Volvo Cars has begun using digital video training to improve its customer service, communications and management skills training for 5,500 dealership staff in the UK and Ireland.
Rather than sending people away from the workplace for face-to-face training, the company has invested in providing unlimited access to 25 digital training films from Video Arts, which runs the world’s largest library of ‘anywhere, anytime’ video learning.
The digital video content is used to meet the individual learning needs of employees, as per Volvo’s competence programme.
“Digital video is versatile and easy to use,” said John Merrell, leadership and e-learning manager at Volvo Cars UK.
“We have 123 dealerships and all of our staff can access any of the Video Arts training films from their computers at any time.
"They can either watch them all the way through or view specific clips for a refresher on whatever subject they need, such as running an appraisal or dealing with a difficult customer.
"On top of this, we can incorporate high quality video clips from the films into our existing classroom and e-learning courses and we can create our own tailor-made e-learning programmes around the Video Arts content. This gives us the flexibility to quickly provide each individual with the learning they need.”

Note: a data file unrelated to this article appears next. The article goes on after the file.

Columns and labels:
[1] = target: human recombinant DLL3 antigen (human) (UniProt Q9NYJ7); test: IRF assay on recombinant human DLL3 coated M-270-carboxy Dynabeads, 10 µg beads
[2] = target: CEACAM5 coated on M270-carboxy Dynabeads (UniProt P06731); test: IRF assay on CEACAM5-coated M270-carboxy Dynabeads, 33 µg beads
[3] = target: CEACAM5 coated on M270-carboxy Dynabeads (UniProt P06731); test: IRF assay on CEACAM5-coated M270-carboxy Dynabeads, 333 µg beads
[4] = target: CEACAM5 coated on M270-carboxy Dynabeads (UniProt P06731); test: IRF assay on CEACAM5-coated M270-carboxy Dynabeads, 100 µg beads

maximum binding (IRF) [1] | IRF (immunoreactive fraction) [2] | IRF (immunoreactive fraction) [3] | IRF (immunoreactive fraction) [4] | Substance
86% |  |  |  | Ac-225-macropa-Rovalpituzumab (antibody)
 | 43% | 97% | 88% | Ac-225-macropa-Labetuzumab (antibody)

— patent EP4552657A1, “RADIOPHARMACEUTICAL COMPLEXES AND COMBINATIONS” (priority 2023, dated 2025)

This approach has enabled the training team at Volvo Cars to create a dialogue with individual learners.
“We can now provide each person with effective content that meets their needs and we can follow this up by drip-feeding further content, so they can build their knowledge base,” said Merrell.
“Rather than simply providing a course, we’re now providing an ongoing process of continuous improvement. We can check each learner’s understanding through one-to-one coaching sessions, either face-to-face or by telephone. This is a completely new departure for Volvo.”
By enhancing its existing e-learning courses - and creating its own ‘rapid content’ e-learning resources - Volvo Cars has saved on development time.
“It’s easy to put together your own effective and engaging programmes, using the Video Arts content,” said Merrell.
“Adding in the high quality digital video clips helps to enhance the engagement of learners and it has improved the effectiveness of our courses.
“It will support us in helping managers to coach their staff.
“We’re using the content to establish a forum for coaching interventions and over time we want our managers to use digital video clips to help facilitate sessions for their teams.”